Pennsylvania had the highest number of legislative staff members in the nation -- 2,918, with New York second at 2,676, the NCSL reported, citing figures for both states from 2009, the latest year for which those statistics are available.

But Sonney said lawmakers gradually have reduced the size of their staffs. For the past two terms, he said that freshmen lawmakers have teamed with a senior member -- himself included -- to share the services of a secretary.

As of last week, the state listed a total of 2,428 House and Senate employees, excluding the lawmakers.

Per diem rankings

According to that 2014 NCSL report, Pennsylvania lawmakers had the 14th-highest per diem rate, at $157 . But Rock the Capital, in a February report, said Pennsylvania had climbed to the fifth-highest per diems in the nation, at $185 , when accounting for seasonal summer rates.

A review of records for lawmakers in the Erie region showed few instances of $185 per diems.

Epstein called per diems "self-indulgent gratuities that are abused in many instances and require no accountability. Per diems need to be eliminated and replaced by verifiable documentation of actual expenses."

Epstein said his group is not "philosophically opposed to the concept of reimbursement -- otherwise folks that aren't wealthy or have to travel long distances are at a disadvantage."

But he added, "Most of these expenses lack transparency and accountability, so we need to put a system in place that mimics the private sector."

Terry Madonna , a political-science professor at Franklin & Marshall College in Lancaster , said that for the most part, lawmakers work hard -- and it's tough for lawmakers from the Erie region who have the longest drive to the capital. "Having said that, it doesn't mean there shouldn't be a more systematic accounting and transparency in the process" for per diems and other expenses, he said.

State Sen. Michele Brooks , of Mercer County , R-50th Dist., who represents part of southern Erie County , said she tries to match her per diems with actual expenses, and doesn't turn in all the per diems that she could. She claimed 55 per diems in the 2012-13 year and 61 per diems in the 2013-14 year.

"I've tried to do my part to try to keep my expenses as low as I could and still live five hours from Harrisburg ," said Brooks, 51, a freshman senator and a northwestern Pennsylvania state representative during the time her expenses were reviewed.

Earll, 56, said she honored a campaign pledge by claiming actual expenses and not per diems. Her expense report lists many meals of just over $4 -- likely a sandwich at Sheetz or soda pop and a bag of chips, she said.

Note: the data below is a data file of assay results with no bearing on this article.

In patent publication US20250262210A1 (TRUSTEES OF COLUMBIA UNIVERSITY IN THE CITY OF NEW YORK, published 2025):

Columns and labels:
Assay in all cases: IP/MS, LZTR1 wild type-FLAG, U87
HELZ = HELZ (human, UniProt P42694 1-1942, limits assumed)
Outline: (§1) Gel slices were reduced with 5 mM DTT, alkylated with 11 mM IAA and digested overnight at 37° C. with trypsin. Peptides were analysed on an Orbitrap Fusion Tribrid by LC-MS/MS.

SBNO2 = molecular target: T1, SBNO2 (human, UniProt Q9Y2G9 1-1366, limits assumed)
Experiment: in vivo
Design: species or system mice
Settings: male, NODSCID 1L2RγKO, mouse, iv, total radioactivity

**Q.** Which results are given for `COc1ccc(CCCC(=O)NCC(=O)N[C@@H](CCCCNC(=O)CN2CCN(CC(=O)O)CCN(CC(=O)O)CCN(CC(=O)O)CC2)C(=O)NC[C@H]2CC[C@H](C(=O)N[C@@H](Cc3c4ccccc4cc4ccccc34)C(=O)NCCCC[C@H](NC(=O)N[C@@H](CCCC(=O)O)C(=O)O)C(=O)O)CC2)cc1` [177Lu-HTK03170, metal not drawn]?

Earll said the argument against charging for actual expenses is that lawmakers could stay in the most expensive hotels and rack up other big charges. "Even though you can claim it, that doesn't mean you should be living high on the hog," she said. "You still have to have some internal moral code or ethics."

Wiley, who agreed with Earll that someone could take advantage of charging high expenses, said the amount is about the same for lawmakers who charge reasonable expenses versus a per diem. "Those of us who live four or five hours away, it's a way to account for the costs of overnight expenses," said Wiley, who claimed 51 per diems in a partial 2012-13 year and 66 in the 2013-14 year.

Roae, who said he keeps his receipts even though he takes the per diem, said lawmakers don't have to spend much on food in Harrisburg . Most hotels include a breakfast meal, and some include dinner buffets, he said.

And lawmakers are invited to breakfast, lunch or dinner meetings paid by lobbyists or interest groups such as the Pennsylvania Farm Bureau or the National Rifle Association , he said.

Harkins said he rarely attends such functions. Harkins said he prefers to eat alone or with colleagues. "Five Guys (Burgers and Fries) and Wendy's is about as extravagant as I get," he said.

Cutting costs

The House budget for the current fiscal year is $164.3 million , and the Senate's is $64.6 million . Gov. Tom Wolf , a Democrat, proposes to increase the budgets for the GOP -controlled chambers to $184.4 million and $96 million , respectively.

Wolf's spokesman, Jeffrey Sheridan , said the proposed budget increases would restore funding to the Legislature that had been vetoed by former Gov. Tom Corbett .

Lawmakers on both sides of the aisle say they look for ways to keep expenses in check or reduce them.

But reducing the size of the Legislature and its budget -- an issue that's raised occasionally -- would be a bigger way to shrink costs. However, those movements have never gained much traction in Harrisburg .

Harkins said a smaller Legislature would give lawmakers more territory to cover in their districts, increase fixed costs and leave them less accessible to constituents, he said.

Harkins and Sonney said legislative expenses are less than 1 percent of the state's proposed $29.9 billion budget.